• Thursday, July 07, 2022

Interview With Arpita Das - Founder-Publisher, YODA PRESS


on Jun 02, 2022
Interview With Arpita Das

Arpita Das is the Founder-Publisher of the award-winning independent publishing house based in New Delhi called Yoda Press. She is a Visiting Faculty and Senior Writing Fellow at Ashoka University, as well as a member of the Board of Directors of PublisHer (womeninpublishing.org). Arpita is also the South Asia Series Editor at Melbourne University Publishing.

Frontlist: Yoda Press has been known for its blatant queer rights representation. How did you attract readers, particularly in the sexuality and popular culture genres?

Arpita: Social media promotions of our books help in this matter; we also get a lot of interest from columnists, bookstagrammers, and book editors for these books; but ultimately, these are books that have a loyal and avid readership, to begin with, and a lot of promotion happens via word of mouth for these lists. 

Frontlist: How can we promote holistic reading development among young readers? 

Arpita: Community libraries are a huge part of my answer to such a question, as are the neighbourhood libraries of our childhood. The idea is to not just inculcate a solitary reading habit but also discussions around books, i.e., book culture, right from the time when one is very young. Books and book culture are powerful and travel a lot via osmosis—just by being around, they exert an irresistible pull. 

The second thing I would say is that the focus should also be on any kind of reading - as long as kids are reading and absorbing knowledge, which is making them do some critical thinking, whether it is on a screen, eBook, audiobook, listening to a podcast or whatever, it’s fine. We cannot be rigid about the media anymore.


Frontlist: Parents are very selective when it comes to exposing their kids to content consumption. As a publisher, what initiatives should be adopted to build reading habits among children despite such challenges?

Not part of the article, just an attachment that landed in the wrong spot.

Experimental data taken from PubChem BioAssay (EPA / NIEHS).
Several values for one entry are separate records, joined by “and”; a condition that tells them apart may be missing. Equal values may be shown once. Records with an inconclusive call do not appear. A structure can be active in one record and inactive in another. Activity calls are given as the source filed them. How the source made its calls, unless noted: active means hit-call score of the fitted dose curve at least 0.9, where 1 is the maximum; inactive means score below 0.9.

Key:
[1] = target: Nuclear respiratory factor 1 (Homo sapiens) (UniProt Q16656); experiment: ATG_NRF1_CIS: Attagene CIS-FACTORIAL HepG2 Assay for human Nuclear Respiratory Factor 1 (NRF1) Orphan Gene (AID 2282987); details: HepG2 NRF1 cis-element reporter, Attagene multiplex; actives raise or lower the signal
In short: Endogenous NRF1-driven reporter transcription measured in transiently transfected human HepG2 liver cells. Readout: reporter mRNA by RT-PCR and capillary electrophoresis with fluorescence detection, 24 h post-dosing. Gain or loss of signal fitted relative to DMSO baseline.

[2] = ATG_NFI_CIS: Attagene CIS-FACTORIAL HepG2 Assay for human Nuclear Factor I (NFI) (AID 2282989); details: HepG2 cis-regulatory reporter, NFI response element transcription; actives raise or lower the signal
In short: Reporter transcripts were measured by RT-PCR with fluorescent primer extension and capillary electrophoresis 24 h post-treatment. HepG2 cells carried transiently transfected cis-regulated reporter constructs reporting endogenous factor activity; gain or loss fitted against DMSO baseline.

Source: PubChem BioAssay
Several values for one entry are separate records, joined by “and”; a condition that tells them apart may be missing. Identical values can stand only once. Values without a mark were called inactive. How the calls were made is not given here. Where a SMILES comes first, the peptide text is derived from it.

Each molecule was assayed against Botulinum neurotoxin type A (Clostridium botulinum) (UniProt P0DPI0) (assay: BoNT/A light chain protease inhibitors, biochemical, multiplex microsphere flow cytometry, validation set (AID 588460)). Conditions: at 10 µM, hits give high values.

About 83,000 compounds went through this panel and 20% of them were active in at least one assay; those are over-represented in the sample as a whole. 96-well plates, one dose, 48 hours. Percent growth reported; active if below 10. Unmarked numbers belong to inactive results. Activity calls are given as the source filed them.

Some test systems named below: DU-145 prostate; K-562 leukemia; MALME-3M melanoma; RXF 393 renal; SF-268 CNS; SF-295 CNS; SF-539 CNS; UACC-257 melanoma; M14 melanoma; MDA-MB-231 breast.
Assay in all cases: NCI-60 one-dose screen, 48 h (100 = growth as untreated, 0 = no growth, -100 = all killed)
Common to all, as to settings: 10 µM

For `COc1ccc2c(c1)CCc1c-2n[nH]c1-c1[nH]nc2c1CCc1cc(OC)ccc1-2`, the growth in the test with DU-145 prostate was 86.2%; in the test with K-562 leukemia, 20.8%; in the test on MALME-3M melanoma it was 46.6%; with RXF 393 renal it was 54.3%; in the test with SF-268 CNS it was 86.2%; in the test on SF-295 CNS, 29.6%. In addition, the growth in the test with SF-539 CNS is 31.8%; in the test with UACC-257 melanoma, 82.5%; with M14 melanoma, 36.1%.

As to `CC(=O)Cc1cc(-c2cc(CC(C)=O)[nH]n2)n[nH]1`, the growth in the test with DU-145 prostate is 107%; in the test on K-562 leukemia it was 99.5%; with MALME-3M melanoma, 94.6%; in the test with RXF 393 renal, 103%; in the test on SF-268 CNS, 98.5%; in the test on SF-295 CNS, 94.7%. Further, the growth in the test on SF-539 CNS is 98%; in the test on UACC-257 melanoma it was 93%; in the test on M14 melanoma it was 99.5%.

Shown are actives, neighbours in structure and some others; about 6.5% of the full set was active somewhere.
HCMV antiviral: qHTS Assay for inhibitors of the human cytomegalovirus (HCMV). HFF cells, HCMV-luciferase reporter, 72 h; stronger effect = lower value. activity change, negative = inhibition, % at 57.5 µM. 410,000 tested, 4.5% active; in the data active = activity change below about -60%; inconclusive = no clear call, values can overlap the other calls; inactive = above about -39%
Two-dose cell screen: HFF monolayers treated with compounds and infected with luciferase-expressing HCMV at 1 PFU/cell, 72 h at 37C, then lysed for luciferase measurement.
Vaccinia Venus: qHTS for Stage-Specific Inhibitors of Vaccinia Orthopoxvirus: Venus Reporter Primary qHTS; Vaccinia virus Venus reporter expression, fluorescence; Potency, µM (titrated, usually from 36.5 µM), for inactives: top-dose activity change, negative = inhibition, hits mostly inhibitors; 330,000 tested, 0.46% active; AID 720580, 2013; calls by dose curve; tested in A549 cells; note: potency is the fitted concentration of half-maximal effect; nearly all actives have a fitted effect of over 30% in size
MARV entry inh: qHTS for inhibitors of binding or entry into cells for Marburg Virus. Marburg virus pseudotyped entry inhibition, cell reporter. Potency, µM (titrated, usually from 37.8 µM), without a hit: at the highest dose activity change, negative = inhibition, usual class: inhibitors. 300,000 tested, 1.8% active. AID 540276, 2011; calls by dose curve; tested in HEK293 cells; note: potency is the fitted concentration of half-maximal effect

Arpita: As I said earlier, reading and discussions with a focus on critical thinking, spaces such as reading rooms and community libraries, even online spaces of the same sort, all of this would help make kids feel they can read whatever they like. 

Frontlist: Books will never cease to be published, but the readership might fluctuate. How can we increase the readership across all genres to maintain the ratio of book publishing and readership? 

Arpita: We need to be more flexible in how we perceive our readership and more open in terms of the media in which we make reading available. Also, convergence across media always helps garner attention for the books involved—movies, shows, podcasts, games, and apps. 

Frontlist: Yoda Press has collaborated with publishing houses to bring more innovative books. How have these collaborations influenced the publishing ecosystem to create a holistic reading experience? 

Arpita: I shall just speak about one genre, which we have published mostly ourselves, but now with S & S also—our graphic books. The idea behind our graphic books is to tell a story in another genre, more vividly, more edgily, and to draw in another generation of readers. For instance, our most recent graphic book is a biography of the great Bhagat Singh, authored by a super talented artist and writer, Ikroop Sandhu. 

Frontlist: Among all your working years, what change have you seen in the reading habits among all age groups? 

Arpita: I keep hearing there are more distractions for young people now, but I don’t buy that. When we were young, there was the TV and Radio, and our parents even considered Comics a distraction! Later there was Satellite TV. Every era has had different media, and books/reading has always been one of them. That is what we must focus on-books and reading have always been there. It might help, therefore, to stop being negative all the time, appreciate this fact and celebrate it more. These days, kids who are reading printed books are reading thicker books than ever before---look at the size of those Harry Potters, etc.! Kids these days are genre-agnostic, particularly Gen Alpha, the really young ones, and it would help for us to really move in step with that wonderful attribute of theirs.

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